The installation Horizons was specially developed by the artist Geert Mul for the museum and examines the phenomenon of ‘collecting’. The principal role in Horizons is given to Bruegel’s masterpiece The Tower of Babel, which is on loan to the Musée du Louvre in Paris from 25 February until 10 June 2008 and thus cannot be displayed in the museum. This media art work Horizons is Intervention #4 within The Collection One from March 1st until November 16th 2008.
In the interactive installation Horizons Geert Mul (1965) makes a connection between the traditional museological concept of ‘collection’ and its contemporary variant: the database. Mul has selected reproductions of works from Museum Boijmans Van Beuningen’s digital database that feature a prominent horizon. By coupling the digital images via a computer to a camera, which registers the movements of each visitor, and projecting these images via a video projector, Mul has created an interactive, panoramic and constantly changing image using works from the museum’s collection as building blocks.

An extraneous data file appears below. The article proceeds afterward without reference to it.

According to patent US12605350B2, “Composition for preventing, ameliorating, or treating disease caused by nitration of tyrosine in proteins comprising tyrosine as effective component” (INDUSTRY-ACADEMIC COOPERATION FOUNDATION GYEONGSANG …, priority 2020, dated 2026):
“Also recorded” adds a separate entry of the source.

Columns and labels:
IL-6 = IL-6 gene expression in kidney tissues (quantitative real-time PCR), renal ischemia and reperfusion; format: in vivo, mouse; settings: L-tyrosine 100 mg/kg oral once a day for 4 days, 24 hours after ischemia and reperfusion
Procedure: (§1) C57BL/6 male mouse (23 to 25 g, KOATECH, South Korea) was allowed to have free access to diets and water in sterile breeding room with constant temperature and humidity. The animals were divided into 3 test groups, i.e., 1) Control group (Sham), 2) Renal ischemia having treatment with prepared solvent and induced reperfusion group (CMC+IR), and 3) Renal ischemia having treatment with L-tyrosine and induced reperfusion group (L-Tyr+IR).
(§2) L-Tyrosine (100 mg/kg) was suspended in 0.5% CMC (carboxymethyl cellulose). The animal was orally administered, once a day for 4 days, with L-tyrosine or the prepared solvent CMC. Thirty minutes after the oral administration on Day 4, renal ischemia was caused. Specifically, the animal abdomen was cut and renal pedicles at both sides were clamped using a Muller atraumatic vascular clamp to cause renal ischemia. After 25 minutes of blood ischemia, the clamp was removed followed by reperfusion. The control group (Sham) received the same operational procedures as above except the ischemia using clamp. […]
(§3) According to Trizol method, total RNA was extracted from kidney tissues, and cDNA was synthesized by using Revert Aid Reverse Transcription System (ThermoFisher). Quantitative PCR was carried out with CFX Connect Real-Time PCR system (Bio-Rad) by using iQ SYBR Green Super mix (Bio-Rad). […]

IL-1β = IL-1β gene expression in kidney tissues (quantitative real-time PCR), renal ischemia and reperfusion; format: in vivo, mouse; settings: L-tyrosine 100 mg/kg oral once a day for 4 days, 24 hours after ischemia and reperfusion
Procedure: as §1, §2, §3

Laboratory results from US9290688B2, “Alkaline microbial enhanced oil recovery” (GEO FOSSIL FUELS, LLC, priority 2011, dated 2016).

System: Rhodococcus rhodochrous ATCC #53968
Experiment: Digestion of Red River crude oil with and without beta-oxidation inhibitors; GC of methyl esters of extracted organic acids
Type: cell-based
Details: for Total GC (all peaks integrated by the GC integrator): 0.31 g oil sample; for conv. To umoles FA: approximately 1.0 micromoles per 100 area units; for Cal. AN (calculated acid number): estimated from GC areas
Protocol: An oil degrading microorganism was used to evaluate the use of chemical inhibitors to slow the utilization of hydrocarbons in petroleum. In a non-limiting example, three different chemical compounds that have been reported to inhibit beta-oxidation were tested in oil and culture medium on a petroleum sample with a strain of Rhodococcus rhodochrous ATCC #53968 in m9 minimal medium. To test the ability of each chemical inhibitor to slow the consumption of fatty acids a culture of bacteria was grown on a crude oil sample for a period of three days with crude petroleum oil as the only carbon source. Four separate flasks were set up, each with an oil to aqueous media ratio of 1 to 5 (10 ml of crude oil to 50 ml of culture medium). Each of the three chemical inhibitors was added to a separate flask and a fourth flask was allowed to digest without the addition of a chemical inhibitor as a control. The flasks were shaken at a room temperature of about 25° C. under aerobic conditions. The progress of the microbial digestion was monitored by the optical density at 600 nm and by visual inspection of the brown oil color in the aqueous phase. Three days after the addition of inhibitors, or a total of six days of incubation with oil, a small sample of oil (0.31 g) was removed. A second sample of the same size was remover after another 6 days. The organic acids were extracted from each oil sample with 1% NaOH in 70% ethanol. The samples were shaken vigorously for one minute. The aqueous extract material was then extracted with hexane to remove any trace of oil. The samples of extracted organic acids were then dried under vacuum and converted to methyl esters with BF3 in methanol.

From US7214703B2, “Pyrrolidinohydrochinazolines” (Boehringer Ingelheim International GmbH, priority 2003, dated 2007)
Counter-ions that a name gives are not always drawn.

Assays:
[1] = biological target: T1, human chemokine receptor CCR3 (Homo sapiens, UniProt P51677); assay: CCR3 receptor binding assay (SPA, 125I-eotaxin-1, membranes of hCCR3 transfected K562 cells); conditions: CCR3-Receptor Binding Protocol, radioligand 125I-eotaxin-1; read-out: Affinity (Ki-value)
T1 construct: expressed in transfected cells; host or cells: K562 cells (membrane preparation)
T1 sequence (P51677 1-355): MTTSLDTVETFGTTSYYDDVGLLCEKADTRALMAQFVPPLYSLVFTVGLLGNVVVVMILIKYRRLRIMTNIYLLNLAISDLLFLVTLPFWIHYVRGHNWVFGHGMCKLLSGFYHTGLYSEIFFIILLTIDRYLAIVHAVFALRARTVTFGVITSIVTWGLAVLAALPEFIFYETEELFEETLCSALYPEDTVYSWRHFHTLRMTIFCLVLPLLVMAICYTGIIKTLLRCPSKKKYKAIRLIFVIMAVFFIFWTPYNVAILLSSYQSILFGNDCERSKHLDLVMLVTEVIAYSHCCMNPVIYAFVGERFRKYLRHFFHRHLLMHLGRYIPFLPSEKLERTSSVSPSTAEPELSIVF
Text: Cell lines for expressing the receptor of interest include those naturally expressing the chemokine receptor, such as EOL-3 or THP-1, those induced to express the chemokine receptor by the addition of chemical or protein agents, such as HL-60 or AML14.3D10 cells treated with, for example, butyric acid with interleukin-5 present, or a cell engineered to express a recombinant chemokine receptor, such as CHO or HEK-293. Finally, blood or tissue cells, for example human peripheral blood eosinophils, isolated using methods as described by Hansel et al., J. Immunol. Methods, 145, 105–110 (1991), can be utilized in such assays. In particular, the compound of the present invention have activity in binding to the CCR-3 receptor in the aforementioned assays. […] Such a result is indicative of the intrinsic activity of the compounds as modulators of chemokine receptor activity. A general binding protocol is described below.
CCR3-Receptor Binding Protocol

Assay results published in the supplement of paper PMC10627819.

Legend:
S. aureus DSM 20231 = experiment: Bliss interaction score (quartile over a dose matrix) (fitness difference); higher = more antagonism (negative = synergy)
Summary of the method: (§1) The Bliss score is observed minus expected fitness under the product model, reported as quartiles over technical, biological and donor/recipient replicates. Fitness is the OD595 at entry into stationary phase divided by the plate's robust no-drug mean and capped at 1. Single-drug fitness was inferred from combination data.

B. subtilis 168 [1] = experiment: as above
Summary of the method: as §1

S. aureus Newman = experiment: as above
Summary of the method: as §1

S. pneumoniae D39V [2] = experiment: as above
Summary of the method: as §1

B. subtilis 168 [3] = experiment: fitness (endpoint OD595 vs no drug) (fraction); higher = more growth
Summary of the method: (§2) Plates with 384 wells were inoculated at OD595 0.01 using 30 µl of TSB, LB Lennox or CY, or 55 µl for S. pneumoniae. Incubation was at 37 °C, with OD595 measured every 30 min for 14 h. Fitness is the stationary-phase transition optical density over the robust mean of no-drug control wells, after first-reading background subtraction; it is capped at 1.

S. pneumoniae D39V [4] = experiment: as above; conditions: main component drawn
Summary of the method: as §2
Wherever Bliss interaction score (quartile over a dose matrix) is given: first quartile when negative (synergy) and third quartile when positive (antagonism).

The aim of this impressive installation is to allow visitors to lose themselves in an endlessly unfolding sequence of panoramas. Mul aims to bring the viewer to a state of inner peace within a dynamic and interactive environment.
The artist Geert Mul has experimented for more than ten years with the possibilities of combining images from his extensive databank to create extraordinary spatial and visual installations. He takes care of both the hardware and software, producing endless combinations of sounds and images.
Geert Mul’s secret lies in his approach to images as an ordered yet dynamic stream of visuals in relation to the architectural and social context.
Mul set the tone for his work in 1995 with the development of the concept for the nightclub ‘The Future’ at Nighttown in Rotterdam. Through combining video design with experimental electronic music he laid a wonderful basis for a successful career.
In the period in which Bruegel’s The Tower of Babel is absent from the museum (25 February until 10 June 2008), Mul has given the work a prominent place in his interactive database so that Rotterdam’s masterpiece will not be missed entirely.